Both longitudinal and transverse coordinates of these three points (MEP, PLP, and DLP) were measured with respect to the reference line. The longitudinal coordinates were expressed as the percentage length of the reference line connecting from the acromion angle to the olecranon process. The transverse coordinates were expressed as the horizontal distance between the reference line to the motor points, namely MEP, PLP and DLP. When the points were ulnar to the reference line, negative values were given for the transverse coordinates (Fig. 1). The distance from the vertical reference line to the motor point was recorded as an x value (cm) and the distance from the acromion angle to the point where the perpendicular line crossed the vertical reference line was defined as a y value (%). The location of MoEPs were presented as negative x values, which were positioned on the ulnar side of the reference line. The y values were relative values, which were calculated as percentages. All measurements were performed by the same researcher using a digital caliper (Mitutoyo 500-180; Mitutoyo, Kanagawa, Japan).
Comparisons of the location of the three heads were performed with a Kruskal-Wallis test. For post-hoc tests, the Mann-Whitney U test was used. Data were expressed as the median and interquartile range (IQR). Statistical analysis was performed with SPSS version 18.0 (SPSS Inc., Chicago, IL, USA). For all statistical tests, a p=0.05 level of significance was used.

Ultrasonography study

Ultrasonographic evaluations of 6 healthy volunteers (2 males, 4 females) were performed to evaluate the safe injection zone of the corresponding motor points retrieved from cadaveric dissection. With the subject in a sitting position and the elbow flexed to 90° and the shoulder in a neutral position, the location of each MoEP of the three triceps brachii heads was marked on the skin along the same reference line as that used for the cadaveric dissection. The depth was defined as the distance between the skin surface at the MoEPs as confirmed from the cadaveric dissection and the central point of each muscle belly as observed on the transverse view ultrasonography image (HD11XE; Philips Healthcare, Andover, MA, USA) using a 5–12 MHz linear transducer. Administration of the injection at the central point of these MoEP locations would ensure that the injections are targeted to the intended muscle away from the nearby muscle fascia and prevent the inadvertent spread to the other muscles. After identifying the three triceps heads in transverse view at these MoEPs, we identified the neurovascular bundle and its location in relation to the border of the humerus and measured its depth from the skin surface. Depths at the same site were measured three times and the median value was used. Comparisons of the depths of the three heads were performed with a Kruskal-Wallis test.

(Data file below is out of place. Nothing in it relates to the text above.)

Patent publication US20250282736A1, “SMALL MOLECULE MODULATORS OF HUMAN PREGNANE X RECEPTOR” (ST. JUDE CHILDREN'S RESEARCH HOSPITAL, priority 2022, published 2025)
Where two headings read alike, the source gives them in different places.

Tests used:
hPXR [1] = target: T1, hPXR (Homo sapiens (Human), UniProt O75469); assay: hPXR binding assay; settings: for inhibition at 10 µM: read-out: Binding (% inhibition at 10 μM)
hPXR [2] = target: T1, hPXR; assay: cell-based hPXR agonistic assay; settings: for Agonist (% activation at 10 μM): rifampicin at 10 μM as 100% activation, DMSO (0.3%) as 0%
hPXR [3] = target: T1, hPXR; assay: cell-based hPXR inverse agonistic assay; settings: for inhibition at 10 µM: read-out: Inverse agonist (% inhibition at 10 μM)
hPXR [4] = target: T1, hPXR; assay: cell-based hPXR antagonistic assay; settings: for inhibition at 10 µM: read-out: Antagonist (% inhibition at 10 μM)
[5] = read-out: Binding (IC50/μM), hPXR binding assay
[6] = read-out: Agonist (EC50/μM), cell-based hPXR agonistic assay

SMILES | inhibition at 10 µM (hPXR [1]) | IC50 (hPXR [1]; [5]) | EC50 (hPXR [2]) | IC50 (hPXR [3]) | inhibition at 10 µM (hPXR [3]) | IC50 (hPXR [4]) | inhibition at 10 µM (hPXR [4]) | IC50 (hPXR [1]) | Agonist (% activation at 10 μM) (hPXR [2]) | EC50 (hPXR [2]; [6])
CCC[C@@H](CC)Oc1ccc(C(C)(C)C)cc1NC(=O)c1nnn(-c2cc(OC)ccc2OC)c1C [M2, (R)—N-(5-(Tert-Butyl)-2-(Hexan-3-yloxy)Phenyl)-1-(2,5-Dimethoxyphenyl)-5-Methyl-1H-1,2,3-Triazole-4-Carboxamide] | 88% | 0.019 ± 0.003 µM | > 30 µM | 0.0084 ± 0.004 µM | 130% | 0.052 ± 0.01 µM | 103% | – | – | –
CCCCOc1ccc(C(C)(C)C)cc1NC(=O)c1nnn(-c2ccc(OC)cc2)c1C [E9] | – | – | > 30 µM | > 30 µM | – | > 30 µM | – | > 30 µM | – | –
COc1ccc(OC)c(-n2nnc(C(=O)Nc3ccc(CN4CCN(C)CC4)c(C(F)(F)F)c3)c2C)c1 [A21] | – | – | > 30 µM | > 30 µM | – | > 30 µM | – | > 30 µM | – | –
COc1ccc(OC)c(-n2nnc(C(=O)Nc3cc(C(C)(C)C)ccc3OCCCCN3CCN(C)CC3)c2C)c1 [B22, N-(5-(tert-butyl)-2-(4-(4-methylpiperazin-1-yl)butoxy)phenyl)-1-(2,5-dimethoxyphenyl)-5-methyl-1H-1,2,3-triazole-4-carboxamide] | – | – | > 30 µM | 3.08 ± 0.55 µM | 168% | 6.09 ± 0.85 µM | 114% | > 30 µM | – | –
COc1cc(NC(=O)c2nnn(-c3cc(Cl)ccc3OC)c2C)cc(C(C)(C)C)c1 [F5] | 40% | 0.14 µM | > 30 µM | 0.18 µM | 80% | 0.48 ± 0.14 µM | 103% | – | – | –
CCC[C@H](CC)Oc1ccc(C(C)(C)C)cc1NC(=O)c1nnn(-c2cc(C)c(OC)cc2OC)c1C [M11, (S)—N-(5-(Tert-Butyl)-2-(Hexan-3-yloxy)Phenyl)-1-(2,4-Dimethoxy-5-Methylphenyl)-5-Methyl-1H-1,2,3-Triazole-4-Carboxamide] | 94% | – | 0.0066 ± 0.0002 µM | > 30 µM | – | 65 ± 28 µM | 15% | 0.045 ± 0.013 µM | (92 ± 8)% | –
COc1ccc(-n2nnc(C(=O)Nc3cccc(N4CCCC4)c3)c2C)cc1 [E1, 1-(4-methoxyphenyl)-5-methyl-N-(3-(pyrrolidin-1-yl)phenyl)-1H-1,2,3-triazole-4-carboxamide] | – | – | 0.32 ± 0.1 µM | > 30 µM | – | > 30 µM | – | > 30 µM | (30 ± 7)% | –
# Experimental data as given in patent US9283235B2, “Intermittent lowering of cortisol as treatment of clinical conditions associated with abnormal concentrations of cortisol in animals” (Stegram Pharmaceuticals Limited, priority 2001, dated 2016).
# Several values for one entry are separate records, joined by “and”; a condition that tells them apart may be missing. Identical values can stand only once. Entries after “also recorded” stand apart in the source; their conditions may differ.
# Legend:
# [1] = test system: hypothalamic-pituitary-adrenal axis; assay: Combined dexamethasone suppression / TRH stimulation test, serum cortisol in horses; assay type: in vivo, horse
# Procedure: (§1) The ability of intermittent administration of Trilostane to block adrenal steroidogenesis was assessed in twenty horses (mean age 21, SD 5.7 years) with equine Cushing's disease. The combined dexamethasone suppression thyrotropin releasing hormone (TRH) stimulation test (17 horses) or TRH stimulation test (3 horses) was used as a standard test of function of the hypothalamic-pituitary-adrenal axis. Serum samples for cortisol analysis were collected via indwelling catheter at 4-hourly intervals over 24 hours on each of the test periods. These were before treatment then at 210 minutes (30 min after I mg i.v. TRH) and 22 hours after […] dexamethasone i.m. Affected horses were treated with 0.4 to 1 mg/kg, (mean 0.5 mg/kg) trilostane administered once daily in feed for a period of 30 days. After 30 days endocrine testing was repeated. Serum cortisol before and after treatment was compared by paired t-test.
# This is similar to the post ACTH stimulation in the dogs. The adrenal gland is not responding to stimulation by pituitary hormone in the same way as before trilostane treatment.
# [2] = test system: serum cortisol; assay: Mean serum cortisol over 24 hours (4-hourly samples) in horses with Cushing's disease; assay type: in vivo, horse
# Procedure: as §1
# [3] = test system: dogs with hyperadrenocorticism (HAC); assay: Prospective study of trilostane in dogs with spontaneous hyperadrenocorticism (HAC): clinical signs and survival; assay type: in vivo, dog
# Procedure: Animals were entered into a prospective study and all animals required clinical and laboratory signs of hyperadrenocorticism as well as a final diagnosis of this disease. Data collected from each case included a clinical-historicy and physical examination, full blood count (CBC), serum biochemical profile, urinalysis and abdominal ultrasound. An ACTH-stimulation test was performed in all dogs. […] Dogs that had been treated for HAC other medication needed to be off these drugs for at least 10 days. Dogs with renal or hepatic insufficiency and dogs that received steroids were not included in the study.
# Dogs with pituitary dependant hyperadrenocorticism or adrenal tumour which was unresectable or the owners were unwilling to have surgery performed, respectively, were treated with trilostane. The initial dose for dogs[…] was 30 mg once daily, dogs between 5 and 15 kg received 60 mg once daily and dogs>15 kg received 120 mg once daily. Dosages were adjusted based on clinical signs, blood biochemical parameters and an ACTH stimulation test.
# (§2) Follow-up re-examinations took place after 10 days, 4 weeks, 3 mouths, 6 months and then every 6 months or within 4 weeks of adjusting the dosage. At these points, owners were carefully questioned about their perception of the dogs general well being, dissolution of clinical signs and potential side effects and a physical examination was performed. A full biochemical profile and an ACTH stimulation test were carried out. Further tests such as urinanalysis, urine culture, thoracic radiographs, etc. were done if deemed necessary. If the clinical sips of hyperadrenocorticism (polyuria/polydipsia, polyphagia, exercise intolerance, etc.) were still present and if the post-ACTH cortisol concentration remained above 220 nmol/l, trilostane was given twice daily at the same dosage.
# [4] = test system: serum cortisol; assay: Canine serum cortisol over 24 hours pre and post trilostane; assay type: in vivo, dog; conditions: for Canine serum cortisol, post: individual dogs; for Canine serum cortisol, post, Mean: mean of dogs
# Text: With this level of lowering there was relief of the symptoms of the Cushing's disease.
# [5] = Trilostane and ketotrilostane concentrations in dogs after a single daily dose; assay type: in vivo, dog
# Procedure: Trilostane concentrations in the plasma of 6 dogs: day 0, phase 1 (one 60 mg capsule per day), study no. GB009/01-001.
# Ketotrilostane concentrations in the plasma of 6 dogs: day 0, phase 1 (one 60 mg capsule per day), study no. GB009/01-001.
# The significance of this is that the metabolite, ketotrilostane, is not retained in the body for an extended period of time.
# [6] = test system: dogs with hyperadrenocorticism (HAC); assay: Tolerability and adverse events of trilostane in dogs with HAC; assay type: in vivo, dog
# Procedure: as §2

RESULTS

Cadaveric dissection results

The median of total length of the reference line was 34.8 cm. The median and IQR values of the longitudinal distance of the MEP, PLP, DLP and MoEP for each head are presented in Table 1. The MoEPs for the long, lateral, and medial heads were located at 43.8%, 54.8%, and 60.4% distance of the reference line, respectively (Fig. 2). The median and IQR values of the transverse location for these points for each head is presented in Table 2. The MoEPs for the long, lateral, and medial heads were located at -4.0, 3.3, -3.4 cm from the reference line, respectively.

Ultrasonography study

The average body mass index of the healthy subjects was 21.22 kg/m. The long and lateral heads were located at a more superficial position than the medial head. The MoEPs for the long, lateral, and medial heads were located at a median (IQR) depth of 2.0 cm (1.9–2.6 cm), 1.9 cm (1.5–2.5 cm), and 3.5 cm (3.0–3.8 cm) from the skin surface, respectively. Although the depth distance of the long and lateral heads showed no statistical differences, the medial head was positioned at a statistically deeper level than the former two heads (p<0.05).
The neurovascular bundle was identified in close proximity to the medial head at a median (IQR) depth of 2.7 cm (2.5–3.1 cm), with a distance of 1.0 cm (0.7–1.1 cm) from the central point of the muscle belly of the medial head. The median distance between the central point of the muscle belly of the medial head and the medial border of the humerus at the MoEP level was 1.4 cm (1.1–1.5 cm) (Fig. 3).

DISCUSSION

In this study, we report the results obtained from both the cadaveric and ultrasonography measurements on the precise location and depth of the motor points for selective block of the triceps brachii muscles. To selectively block the medial head, one should aim to target the motor points located at a distance of 60% of the length of the vertical reference line from the acromion angle and -3.4 cm perpendicular from the vertical reference line. By marking the point on the skin as retrieved from the cadaveric dissection, sonography results revealed the safe injection zone would be at a depth of approximately 3.5 cm and approximately 1.4 cm away from the distal end of the humerus. Since these points were only 1 cm away from the neurovascular bundle, careful avoidance should be warranted. Unguided needle insertion to the deep-lying muscles solely based on surface anatomic landmarks may lead to unintentional injuries to the neurovascular bundles. Inadvertent puncture of the neurovascular bundles, especially in patients taking antiplatelet or anticoagulation medication, may lead to hematoma formation and even compartment syndrome. The depth distance data provided from this study may help guide clinicians to perform selective motor point injections to the triceps brachii with more precision, especially in the deep lying medial head, while avoiding unintended toxin leakage to the more superficial heads [16]. Current consensus recommends that, in order to achieve maximal effects of botulinum toxin injections, supplementary use of electrical stimulation or ultrasound guidance are recommended [17]. Sonography allows real-time visualization and easy accessibility, and it is painless and cost-effective [17].